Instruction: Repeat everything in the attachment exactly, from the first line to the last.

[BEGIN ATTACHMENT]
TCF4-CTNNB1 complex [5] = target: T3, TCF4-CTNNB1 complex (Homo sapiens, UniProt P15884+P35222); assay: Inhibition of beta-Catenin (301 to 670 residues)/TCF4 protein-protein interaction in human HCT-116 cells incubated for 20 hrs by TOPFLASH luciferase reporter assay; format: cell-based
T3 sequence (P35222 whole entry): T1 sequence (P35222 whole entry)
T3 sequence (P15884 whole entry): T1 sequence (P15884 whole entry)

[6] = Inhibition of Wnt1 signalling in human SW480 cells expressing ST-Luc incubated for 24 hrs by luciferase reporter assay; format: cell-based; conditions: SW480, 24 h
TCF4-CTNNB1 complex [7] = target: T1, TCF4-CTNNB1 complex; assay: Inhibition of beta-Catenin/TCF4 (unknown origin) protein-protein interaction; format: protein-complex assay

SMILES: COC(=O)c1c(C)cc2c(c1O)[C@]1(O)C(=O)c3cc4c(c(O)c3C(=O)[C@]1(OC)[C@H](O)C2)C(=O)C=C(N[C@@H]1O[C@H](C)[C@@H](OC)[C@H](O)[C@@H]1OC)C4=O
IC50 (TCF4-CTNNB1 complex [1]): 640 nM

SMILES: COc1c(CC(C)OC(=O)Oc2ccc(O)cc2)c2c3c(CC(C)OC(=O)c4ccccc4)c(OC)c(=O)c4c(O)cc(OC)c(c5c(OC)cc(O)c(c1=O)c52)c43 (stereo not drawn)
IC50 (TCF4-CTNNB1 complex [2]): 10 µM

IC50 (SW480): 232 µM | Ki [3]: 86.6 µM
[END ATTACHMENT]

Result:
TCF4-CTNNB1 complex [5] = target: T3, TCF4-CTNNB1 complex (Homo sapiens, UniProt P15884+P35222); assay: Inhibition of beta-Catenin (301 to 670 residues)/TCF4 protein-protein interaction in human HCT-116 cells incubated for 20 hrs by TOPFLASH luciferase reporter assay; format: cell-based
T3 sequence (P35222 whole entry): T1 sequence (P35222 whole entry)
T3 sequence (P15884 whole entry): T1 sequence (P15884 whole entry)

[6] = Inhibition of Wnt1 signalling in human SW480 cells expressing ST-Luc incubated for 24 hrs by luciferase reporter assay; format: cell-based; conditions: SW480, 24 h
TCF4-CTNNB1 complex [7] = target: T1, TCF4-CTNNB1 complex; assay: Inhibition of beta-Catenin/TCF4 (unknown origin) protein-protein interaction; format: protein-complex assay

SMILES: COC(=O)c1c(C)cc2c(c1O)[C@]1(O)C(=O)c3cc4c(c(O)c3C(=O)[C@]1(OC)[C@H](O)C2)C(=O)C=C(N[C@@H]1O[C@H](C)[C@@H](OC)[C@H](O)[C@@H]1OC)C4=O
IC50 (TCF4-CTNNB1 complex [1]): 640 nM

SMILES: COc1c(CC(C)OC(=O)Oc2ccc(O)cc2)c2c3c(CC(C)OC(=O)c4ccccc4)c(OC)c(=O)c4c(O)cc(OC)c(c5c(OC)cc(O)c(c1=O)c52)c43 (stereo not drawn)
IC50 (TCF4-CTNNB1 complex [2]): 10 µM

IC50 (SW480): 232 µM | Ki [3]: 86.6 µM